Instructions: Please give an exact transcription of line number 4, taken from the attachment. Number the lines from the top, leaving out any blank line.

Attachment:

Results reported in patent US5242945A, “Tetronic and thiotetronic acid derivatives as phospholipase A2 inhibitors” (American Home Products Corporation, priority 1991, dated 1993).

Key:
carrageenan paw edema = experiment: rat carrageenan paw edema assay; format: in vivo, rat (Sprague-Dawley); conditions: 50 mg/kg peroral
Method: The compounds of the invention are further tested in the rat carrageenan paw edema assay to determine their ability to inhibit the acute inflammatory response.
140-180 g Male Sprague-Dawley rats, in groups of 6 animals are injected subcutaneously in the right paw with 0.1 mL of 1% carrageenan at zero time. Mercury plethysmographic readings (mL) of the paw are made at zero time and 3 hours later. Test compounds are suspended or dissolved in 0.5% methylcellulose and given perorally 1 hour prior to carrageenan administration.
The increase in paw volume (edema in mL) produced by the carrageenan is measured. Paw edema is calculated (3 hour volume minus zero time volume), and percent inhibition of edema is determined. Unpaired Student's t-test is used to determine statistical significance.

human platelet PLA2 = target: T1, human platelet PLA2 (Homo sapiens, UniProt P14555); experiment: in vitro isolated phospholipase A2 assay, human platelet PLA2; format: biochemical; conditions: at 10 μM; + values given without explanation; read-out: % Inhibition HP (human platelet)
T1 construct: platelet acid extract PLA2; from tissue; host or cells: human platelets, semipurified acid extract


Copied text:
Method: The compounds of the invention are further tested in the rat carrageenan paw edema assay to determine their ability to inhibit the acute inflammatory response.